A Life Well Lived, Well Loved
From Where I SitOpinion

A Life Well Lived, Well Loved

Dave remembers his mother-in-law, who believed that "If you don't have any art in your life, it's empty."

Dave Schechter is a veteran journalist whose career includes writing and producing reports from Israel and elsewhere in the Middle East.

Dave Schechter
Dave Schechter

Standing in front of her grave, my wife’s brother reminded us that the woman we knew as a mother, grandmother, mother-in-law, wife, sister, and friend had been taken from us years ago by the disease that extinguished her vibrant, energetic, and loving presence.

Death freed her from the mental and physical prison of Alzheimer’s. My brother-in-law asked that we close our eyes: “Imagine how she looked, what she wore, perhaps how she smelled. The lightness of her touch, the sweetness of her voice. Imagine the good times. A life well lived. A life well loved.”

This was the family’s third trip in 16 months to the Hebrew Cemetery in Rock Island, Ill. On a sweltering day in August 2021, our sons finished the job of shoveling dirt into the grave of their grandfather, my father-in-law, Marty Galex. We returned in November 2022 for the unveiling of his gravestone, half of which was left blank.

In late December, we huddled beneath a tent for funeral of Roberta Faye Levinson Galex.

Mother-in-law jokes are a dime a dozen, many suggesting dislike. I loved mine.

The first time I came to pick up Audrey, I introduced myself and was told: “I’m not Mrs. Galex. Mrs. Galex is my mother-in-law. You call me Bobbie.”

The first time I met Audrey’s grandmother, I introduced myself and was told: “I’m not Mrs. Galex. Mrs. Galex is my daughter-in-law. You call me ‘Sugie.’” [Her given name was Rose.]

I never again called either Mrs. Galex.

Bobbie was a senior at Miami Beach Senior High School when she met Marty, who was attending an Alpha Epsilon Pi convention with fraternity brothers from the University of Iowa. She attended Iowa for a year before they married in June 1957.

The Florida girl moved to Moline, Ill., and then neighboring Rock Island, where Marty worked in the mattress manufacturing business started by his parents and an uncle. [An aside: It turned out that Marty’s first solo delivery run was to a furniture store in Des Moines, Iowa, managed by my mother’s uncle.]

Audrey was born first, then Harriet. Stuart died soon after birth. Several years after Debbie was born, Michael was added to the family.

Many years ago, Bobbie told The (Moline) Dispatch that marrying at age 19 “didn’t leave much time for a career.” Whatever educational and professional (operatic singing) aspirations she gave up, her energies were devoted to the children.

“She recognized each of us as individuals and facilitated our passions. Each of us was treated as if we were gold,” Harriet said as I prepared Bobbie’s obituary.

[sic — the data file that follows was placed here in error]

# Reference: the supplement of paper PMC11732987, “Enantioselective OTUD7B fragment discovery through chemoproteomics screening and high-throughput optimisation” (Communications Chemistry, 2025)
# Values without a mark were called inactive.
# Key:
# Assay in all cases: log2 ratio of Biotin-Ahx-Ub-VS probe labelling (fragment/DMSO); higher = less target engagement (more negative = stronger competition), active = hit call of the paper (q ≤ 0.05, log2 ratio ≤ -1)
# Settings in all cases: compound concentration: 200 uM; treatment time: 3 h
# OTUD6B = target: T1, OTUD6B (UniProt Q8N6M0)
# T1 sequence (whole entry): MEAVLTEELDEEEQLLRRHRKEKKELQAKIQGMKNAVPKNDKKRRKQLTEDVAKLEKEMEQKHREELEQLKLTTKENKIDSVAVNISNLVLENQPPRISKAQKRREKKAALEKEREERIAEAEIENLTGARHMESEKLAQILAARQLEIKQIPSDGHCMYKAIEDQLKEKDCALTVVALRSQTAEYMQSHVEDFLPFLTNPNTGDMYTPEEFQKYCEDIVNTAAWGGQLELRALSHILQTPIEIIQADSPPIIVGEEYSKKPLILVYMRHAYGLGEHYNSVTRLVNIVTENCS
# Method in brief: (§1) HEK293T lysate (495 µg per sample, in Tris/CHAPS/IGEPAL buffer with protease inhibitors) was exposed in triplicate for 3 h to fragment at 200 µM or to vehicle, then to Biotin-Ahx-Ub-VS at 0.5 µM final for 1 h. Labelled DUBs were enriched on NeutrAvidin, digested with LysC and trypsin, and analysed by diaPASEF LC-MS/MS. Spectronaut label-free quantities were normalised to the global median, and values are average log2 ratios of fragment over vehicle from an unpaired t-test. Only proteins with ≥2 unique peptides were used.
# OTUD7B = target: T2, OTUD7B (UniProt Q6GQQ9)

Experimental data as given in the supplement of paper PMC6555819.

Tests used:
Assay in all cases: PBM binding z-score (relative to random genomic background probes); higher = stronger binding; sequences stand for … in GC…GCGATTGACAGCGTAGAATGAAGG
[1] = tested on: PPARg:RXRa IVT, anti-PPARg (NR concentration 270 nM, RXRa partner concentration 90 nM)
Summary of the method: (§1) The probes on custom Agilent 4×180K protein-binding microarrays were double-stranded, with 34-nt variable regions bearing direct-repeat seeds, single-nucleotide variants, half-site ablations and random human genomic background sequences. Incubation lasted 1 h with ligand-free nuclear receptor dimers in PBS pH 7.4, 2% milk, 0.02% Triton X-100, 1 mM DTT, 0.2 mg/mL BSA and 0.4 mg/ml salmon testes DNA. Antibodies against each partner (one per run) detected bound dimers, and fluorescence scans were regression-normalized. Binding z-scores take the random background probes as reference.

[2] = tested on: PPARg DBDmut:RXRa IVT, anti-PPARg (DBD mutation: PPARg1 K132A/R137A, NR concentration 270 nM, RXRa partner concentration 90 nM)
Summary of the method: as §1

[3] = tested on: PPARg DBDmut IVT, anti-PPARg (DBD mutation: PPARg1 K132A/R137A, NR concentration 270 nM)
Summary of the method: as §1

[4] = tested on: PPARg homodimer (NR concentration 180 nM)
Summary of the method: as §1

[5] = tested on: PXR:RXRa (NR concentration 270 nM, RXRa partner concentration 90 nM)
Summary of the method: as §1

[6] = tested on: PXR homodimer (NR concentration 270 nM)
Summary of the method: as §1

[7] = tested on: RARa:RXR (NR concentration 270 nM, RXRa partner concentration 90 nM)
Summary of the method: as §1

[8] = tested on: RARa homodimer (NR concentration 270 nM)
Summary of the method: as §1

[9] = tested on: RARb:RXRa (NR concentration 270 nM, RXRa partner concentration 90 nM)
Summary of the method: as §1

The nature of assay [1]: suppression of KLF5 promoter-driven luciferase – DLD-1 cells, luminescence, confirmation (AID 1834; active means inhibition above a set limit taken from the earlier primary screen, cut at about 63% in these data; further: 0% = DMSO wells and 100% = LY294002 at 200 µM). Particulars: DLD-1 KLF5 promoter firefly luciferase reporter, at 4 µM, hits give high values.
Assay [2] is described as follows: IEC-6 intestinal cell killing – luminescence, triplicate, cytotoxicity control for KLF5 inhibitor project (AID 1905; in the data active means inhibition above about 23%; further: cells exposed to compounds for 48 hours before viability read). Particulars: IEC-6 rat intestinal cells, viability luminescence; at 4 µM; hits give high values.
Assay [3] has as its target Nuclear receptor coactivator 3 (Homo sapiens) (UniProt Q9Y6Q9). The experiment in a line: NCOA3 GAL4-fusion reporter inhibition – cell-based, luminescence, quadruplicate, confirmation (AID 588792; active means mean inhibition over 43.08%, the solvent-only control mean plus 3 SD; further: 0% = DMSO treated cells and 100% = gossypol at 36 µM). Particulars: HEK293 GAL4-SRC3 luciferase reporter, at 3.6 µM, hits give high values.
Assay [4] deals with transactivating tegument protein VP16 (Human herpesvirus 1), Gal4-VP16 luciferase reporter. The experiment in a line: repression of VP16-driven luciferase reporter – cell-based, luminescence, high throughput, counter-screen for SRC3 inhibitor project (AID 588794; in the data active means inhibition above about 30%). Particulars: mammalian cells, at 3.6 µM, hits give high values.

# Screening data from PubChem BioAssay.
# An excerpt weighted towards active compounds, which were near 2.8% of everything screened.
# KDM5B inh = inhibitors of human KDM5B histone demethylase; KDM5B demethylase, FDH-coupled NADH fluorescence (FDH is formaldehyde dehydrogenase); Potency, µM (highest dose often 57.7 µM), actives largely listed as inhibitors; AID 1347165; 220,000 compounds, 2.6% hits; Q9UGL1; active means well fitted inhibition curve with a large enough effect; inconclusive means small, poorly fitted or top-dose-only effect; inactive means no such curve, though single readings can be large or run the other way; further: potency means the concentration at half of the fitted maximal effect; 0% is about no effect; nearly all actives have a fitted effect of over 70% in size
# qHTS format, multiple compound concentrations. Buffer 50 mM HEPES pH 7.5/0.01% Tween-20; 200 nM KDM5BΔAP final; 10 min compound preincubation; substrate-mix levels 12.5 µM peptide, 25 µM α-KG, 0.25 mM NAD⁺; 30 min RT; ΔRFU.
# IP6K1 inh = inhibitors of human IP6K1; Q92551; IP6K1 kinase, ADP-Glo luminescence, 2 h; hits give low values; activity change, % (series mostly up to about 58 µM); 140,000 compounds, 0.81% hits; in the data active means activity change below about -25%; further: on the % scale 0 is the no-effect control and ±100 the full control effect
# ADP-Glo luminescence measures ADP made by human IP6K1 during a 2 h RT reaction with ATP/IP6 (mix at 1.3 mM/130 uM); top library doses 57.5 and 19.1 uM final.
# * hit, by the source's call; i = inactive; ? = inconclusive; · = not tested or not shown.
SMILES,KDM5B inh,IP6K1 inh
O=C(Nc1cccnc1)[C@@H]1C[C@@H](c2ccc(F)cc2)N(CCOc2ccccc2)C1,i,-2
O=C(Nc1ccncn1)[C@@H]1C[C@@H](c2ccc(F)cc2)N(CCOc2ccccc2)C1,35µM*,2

Bobbie volunteered with numerous community organizations. She maintained a life-long love of the arts, performing in community musical theater and, beginning in childhood, painting.

When Marty retired in 1990, he and Bobbie moved to Boca Raton, Fla. They were happiest when their home was filled with friends and family, particularly the grandchildren, who looked on the country club setting as a resort.

A portion of the garage served as Bobbie’s art studio, where she shared her love of painting with the grandchildren.

After surviving a life-threatening illness in 1996, Bobbie became active in Women in the Visual Arts (WITVA). She founded a program called HOSPITALART, which provided hundreds of paintings for display at hospitals, clinics, and other facilities.

“I felt like I was in solitary. I had nothing to see,” Bobbie told the Palm Beach Post about her illness. “It is so frightening to have just a white wall. There was nothing to take your mind off your troubles.”

“People are suffering, it only adds to their pain to be surrounded by empty walls,” she told the Sun-Sentinel. “If you don’t have any art in your life, it’s empty.”

Bobbie’s funeral was held after a week of sub-zero temperatures warmed to the merely sub-freezing. Trodding through several inches of snow, the family placed stones on Marty’s grave, on Stuart’s, and on those of Marty’s parents, Rose and Wilbur.

One explanation for the Jewish custom of placing stones on a grave is a belief that doing so keeps the soul in this world. Another is that stones symbolize the permanence of memory and legacy.

We will return later this year for an unveiling as Bobbie’s name is added to the gravestone. These bittersweet gatherings have enhanced relationships between branches of the family, particularly among the grandchildren. That would have pleased Bobbie immensely.

read more: